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I understand that scalar invariance, in the context of Structural Equations Modeling (SEM), is having the intercepts for observed variables loading on the same latent variable be invariant across multiple groups. However - what does scalar invariance mean substantially? What are its implications?

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It means that for the same score on the latent variable, people in the two groups do not have different intercepts on the observed variables.

Say you're comparing two racial/ethnic groups on a measure of ability that's used in job selection. You find that you don't have scalar invariance for one item. That means that one group finds one question easier than the other group. That means that if you take the total score, you're going to get a biased score. There's an example of that here: https://www.talentqgroup.com/media/84831/policy_assessment_and_the_law-march-2013-.pdf (look at the British Rail example).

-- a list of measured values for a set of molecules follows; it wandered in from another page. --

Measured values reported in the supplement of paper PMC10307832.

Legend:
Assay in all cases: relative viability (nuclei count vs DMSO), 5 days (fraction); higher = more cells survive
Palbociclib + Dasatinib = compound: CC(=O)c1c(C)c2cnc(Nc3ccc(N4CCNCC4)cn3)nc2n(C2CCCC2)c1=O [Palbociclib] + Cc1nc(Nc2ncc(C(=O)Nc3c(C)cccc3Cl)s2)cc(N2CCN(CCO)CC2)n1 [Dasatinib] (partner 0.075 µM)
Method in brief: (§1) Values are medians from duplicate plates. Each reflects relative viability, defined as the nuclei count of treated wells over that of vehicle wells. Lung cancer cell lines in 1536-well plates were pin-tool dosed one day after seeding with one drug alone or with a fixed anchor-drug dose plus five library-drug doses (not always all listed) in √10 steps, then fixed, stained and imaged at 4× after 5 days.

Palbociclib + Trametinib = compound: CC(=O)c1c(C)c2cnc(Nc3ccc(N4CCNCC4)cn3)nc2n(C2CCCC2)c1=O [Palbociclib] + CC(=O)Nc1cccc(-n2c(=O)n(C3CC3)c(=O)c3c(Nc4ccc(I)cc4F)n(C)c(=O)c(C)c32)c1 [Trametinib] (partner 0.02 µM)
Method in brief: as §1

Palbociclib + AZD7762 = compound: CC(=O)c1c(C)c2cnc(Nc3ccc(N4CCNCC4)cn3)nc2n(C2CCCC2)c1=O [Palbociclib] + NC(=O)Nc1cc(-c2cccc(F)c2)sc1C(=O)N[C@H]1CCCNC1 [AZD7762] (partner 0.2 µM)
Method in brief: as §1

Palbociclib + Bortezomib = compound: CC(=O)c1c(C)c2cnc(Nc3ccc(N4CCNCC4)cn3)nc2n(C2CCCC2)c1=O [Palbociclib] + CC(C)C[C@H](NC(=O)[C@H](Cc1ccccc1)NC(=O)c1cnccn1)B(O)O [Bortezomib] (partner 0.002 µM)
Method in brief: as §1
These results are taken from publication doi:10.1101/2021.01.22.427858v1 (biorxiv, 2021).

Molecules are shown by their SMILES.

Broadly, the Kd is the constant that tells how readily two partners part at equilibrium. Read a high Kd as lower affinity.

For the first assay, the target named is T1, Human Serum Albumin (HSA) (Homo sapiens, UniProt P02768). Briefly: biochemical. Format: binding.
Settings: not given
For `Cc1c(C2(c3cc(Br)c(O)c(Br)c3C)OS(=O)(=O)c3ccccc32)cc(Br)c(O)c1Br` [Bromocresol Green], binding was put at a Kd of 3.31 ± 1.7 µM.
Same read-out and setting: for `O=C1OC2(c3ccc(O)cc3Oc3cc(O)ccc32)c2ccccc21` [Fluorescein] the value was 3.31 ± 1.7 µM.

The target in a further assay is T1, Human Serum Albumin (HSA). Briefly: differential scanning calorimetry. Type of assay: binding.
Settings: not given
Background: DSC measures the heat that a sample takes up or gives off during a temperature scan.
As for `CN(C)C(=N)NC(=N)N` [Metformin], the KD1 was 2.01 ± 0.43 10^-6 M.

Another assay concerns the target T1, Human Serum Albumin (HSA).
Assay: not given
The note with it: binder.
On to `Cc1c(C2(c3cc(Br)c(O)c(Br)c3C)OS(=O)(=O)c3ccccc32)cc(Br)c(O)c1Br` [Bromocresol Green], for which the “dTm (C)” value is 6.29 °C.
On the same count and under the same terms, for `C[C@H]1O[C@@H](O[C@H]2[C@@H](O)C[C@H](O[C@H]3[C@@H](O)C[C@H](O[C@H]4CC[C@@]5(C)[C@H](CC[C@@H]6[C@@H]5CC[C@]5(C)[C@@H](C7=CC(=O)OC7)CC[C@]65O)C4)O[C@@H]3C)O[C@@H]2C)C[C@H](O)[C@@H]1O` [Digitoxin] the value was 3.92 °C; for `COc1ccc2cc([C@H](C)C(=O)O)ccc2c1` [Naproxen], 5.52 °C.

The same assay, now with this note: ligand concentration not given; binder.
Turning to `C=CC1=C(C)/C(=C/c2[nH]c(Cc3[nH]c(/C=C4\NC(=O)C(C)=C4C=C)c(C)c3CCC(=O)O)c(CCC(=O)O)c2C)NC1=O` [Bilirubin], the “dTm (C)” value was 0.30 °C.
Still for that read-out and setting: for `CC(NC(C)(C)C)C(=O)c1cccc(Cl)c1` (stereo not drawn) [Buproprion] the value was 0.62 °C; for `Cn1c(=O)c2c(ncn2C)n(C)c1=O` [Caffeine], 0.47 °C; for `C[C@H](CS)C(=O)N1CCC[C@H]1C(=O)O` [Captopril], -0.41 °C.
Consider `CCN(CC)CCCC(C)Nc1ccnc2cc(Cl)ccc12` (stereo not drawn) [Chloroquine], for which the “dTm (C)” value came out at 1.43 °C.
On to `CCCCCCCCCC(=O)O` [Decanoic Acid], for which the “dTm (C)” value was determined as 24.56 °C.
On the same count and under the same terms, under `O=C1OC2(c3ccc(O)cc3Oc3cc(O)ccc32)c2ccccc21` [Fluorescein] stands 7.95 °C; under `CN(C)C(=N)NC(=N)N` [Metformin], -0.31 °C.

Second example: You want to measure depression, so you ask about crying. Women cry more than men, whether they're depressed or not. Women are therefore going to get higher scores on the measure of depression, even if they're equally depressed.

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  • $\begingroup$ Related to the question, I was wondering the following. I am doing a CFA on 4 time points and the Latent Variable I try to measure is expected to change over time. Say if it does. Do you then expect to find a certain level in measurement invariance, or none at all? I am especially unsure of how to 'guarantee' (I realise you never really can) that I am still measuring the same construct over time, when the score of ppl on the latent variable might actually change over time. $\endgroup$
    – Amonet
    Mar 18 '18 at 12:20
  • $\begingroup$ You're right. I asked it as a question here: stats.stackexchange.com/questions/335284/… In case someone answers it might be useful to have the link here for other people interested in it. $\endgroup$
    – Amonet
    Mar 18 '18 at 20:17

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